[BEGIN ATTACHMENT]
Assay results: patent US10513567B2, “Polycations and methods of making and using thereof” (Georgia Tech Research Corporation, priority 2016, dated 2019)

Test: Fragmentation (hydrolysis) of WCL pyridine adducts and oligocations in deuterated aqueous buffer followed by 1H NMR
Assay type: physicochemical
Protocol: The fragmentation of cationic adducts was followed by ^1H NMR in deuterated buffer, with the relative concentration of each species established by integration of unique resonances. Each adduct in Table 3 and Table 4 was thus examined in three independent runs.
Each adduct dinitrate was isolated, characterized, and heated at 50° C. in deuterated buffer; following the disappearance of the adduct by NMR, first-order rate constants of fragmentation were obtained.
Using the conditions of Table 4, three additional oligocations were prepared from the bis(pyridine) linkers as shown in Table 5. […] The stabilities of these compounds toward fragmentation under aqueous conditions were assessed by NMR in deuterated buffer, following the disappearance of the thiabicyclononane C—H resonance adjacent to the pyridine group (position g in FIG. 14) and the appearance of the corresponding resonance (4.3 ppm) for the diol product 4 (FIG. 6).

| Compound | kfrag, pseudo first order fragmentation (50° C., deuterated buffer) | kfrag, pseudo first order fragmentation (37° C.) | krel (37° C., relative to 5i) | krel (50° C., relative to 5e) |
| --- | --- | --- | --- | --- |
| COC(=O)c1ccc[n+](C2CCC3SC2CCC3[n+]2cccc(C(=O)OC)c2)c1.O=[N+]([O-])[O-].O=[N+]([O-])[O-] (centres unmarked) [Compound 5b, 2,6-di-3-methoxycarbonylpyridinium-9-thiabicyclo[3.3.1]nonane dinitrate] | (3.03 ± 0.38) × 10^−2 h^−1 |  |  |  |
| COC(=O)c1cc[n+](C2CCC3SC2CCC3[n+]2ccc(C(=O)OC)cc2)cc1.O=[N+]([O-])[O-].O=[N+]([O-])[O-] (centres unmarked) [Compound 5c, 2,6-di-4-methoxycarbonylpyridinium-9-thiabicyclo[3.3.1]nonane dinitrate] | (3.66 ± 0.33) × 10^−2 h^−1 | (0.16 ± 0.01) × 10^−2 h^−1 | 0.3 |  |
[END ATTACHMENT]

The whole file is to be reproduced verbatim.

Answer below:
Assay results: patent US10513567B2, “Polycations and methods of making and using thereof” (Georgia Tech Research Corporation, priority 2016, dated 2019)

Test: Fragmentation (hydrolysis) of WCL pyridine adducts and oligocations in deuterated aqueous buffer followed by 1H NMR
Assay type: physicochemical
Protocol: The fragmentation of cationic adducts was followed by ^1H NMR in deuterated buffer, with the relative concentration of each species established by integration of unique resonances. Each adduct in Table 3 and Table 4 was thus examined in three independent runs.
Each adduct dinitrate was isolated, characterized, and heated at 50° C. in deuterated buffer; following the disappearance of the adduct by NMR, first-order rate constants of fragmentation were obtained.
Using the conditions of Table 4, three additional oligocations were prepared from the bis(pyridine) linkers as shown in Table 5. […] The stabilities of these compounds toward fragmentation under aqueous conditions were assessed by NMR in deuterated buffer, following the disappearance of the thiabicyclononane C—H resonance adjacent to the pyridine group (position g in FIG. 14) and the appearance of the corresponding resonance (4.3 ppm) for the diol product 4 (FIG. 6).

| Compound | kfrag, pseudo first order fragmentation (50° C., deuterated buffer) | kfrag, pseudo first order fragmentation (37° C.) | krel (37° C., relative to 5i) | krel (50° C., relative to 5e) |
| --- | --- | --- | --- | --- |
| COC(=O)c1ccc[n+](C2CCC3SC2CCC3[n+]2cccc(C(=O)OC)c2)c1.O=[N+]([O-])[O-].O=[N+]([O-])[O-] (centres unmarked) [Compound 5b, 2,6-di-3-methoxycarbonylpyridinium-9-thiabicyclo[3.3.1]nonane dinitrate] | (3.03 ± 0.38) × 10^−2 h^−1 |  |  |  |
| COC(=O)c1cc[n+](C2CCC3SC2CCC3[n+]2ccc(C(=O)OC)cc2)cc1.O=[N+]([O-])[O-].O=[N+]([O-])[O-] (centres unmarked) [Compound 5c, 2,6-di-4-methoxycarbonylpyridinium-9-thiabicyclo[3.3.1]nonane dinitrate] | (3.66 ± 0.33) × 10^−2 h^−1 | (0.16 ± 0.01) × 10^−2 h^−1 | 0.3 |  |